What other facilities are on offer at Metro Estate?
We have a sports center, which is currently under rehabilitation and the environment of our community has become better now. Investors appreciate the quality of our development here. We are fortunate to have very high-profile sportsmen to invest in Metro Homes. We have a number of footballers who bought houses here. Ahmed Musa of the Super Eagles National Team, Olayinka Peters, among others, are some of the investors. We are going to have three sports pitches.
What is your next project and target in the next five years?
This is our 5th year since we moved into this environment, providing affordable houses. We are transiting into the next phase of our development in 5 years to come. We are hoping to work towards 500 housing units in 5 years time.
What is your definition of affordable housing?
When we came here in 2018, land was cheap and it was affordable to even salary earners. But currently the price of land has gone up together with building materials. These factors determine the cost of housing in the real estate.
We struggle to offer good prices to our customers and we struggle with financial institutions as they have not gotten it right because of the high interest rate of 20 percent or more. The government should come up with a policy that will enable people without access to funding get loans to buy houses.
In your view, what drives investors to do business with Metro Homes?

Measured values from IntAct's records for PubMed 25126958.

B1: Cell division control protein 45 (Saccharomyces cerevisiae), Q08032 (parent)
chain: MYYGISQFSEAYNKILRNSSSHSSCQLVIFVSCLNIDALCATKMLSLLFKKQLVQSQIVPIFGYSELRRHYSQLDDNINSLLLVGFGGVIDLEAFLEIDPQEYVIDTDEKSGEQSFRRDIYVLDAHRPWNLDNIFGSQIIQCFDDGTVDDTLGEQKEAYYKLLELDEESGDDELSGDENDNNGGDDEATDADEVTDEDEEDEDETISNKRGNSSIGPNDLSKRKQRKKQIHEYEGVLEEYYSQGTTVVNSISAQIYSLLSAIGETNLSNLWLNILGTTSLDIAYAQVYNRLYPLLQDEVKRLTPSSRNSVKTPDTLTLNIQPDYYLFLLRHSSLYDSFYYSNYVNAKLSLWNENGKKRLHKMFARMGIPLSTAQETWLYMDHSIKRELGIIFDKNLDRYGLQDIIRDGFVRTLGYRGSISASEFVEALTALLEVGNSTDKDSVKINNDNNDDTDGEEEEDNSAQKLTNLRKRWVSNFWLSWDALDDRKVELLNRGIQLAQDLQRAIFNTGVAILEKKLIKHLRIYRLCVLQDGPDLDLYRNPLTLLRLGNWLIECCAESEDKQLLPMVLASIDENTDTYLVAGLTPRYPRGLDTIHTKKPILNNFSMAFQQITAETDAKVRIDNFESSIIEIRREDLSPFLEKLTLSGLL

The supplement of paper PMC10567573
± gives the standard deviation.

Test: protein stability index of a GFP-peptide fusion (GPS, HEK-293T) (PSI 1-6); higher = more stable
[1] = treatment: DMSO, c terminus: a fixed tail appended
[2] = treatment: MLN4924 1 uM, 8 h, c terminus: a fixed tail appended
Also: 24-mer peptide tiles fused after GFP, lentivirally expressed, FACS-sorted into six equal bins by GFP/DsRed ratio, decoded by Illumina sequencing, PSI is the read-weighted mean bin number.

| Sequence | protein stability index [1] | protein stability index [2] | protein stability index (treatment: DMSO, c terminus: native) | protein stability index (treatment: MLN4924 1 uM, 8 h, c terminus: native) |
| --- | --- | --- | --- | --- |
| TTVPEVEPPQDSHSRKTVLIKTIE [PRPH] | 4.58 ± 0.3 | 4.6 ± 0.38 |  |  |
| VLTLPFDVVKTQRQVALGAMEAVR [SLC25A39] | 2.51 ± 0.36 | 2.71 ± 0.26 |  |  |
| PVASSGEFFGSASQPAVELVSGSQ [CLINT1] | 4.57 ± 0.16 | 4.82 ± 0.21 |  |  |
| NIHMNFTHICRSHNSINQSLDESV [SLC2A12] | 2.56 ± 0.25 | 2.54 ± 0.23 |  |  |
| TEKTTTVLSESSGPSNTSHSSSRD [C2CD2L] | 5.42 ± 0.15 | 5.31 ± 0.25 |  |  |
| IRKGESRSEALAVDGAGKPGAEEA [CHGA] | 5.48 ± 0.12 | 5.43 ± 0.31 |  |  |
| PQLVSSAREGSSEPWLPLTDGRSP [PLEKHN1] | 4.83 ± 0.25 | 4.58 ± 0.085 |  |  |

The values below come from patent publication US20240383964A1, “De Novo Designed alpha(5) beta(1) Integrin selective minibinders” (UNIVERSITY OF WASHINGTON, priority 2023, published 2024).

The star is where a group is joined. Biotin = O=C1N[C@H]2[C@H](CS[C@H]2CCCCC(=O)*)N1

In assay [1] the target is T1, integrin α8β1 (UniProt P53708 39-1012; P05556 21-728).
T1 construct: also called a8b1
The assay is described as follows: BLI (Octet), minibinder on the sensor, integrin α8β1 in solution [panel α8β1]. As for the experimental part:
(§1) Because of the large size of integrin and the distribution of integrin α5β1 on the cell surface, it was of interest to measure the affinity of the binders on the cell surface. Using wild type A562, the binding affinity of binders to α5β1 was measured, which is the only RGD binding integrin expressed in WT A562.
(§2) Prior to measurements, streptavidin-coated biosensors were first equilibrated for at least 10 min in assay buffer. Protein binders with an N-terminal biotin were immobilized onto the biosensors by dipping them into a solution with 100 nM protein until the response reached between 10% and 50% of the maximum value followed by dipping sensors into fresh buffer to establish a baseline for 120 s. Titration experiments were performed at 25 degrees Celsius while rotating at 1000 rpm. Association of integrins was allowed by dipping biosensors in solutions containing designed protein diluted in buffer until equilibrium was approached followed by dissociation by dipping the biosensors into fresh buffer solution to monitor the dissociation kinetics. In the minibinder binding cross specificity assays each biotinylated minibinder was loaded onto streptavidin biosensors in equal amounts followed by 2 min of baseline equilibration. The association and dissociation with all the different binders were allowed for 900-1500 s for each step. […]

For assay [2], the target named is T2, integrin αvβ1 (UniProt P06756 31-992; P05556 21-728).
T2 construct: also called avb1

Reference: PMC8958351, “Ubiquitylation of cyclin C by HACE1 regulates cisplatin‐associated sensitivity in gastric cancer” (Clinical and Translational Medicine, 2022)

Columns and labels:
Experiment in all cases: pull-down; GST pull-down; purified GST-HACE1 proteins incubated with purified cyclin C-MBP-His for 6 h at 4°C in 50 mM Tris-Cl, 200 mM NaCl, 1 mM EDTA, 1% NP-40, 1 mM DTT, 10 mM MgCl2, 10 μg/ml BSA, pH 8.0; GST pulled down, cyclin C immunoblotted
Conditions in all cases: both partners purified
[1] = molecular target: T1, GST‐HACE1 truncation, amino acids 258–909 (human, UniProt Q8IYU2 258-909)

It is because of the trust investors, especially Nigerians in the Diasporas, have in Metro Homes. We carry out due diligence to ensure compliance with the government policies, rules and regulations in housing. We do not have single litigation or a policy or court case because we always do the right.
We stick to our word. Our customers have access to the management. We have a consumer-finance structure, whereby Nigerians abroad or home can buy houses and pay by installments.
For Metro and Castle, we have the capacity to build 1,000 or even 2,000 housing units in one year. But we are conscious of the sensibility of the market we are in, we are careful not to undo things to ensure we are in business.
What is the employment capacity of the real estate?
The real estate is a very big industry and foreign exchange earner for the government. At least, 50 percent of Nigerians in the Diasporas domiciled in the United Kingdom, the United States buy house from Metro Homes.
How do you pay back to the society?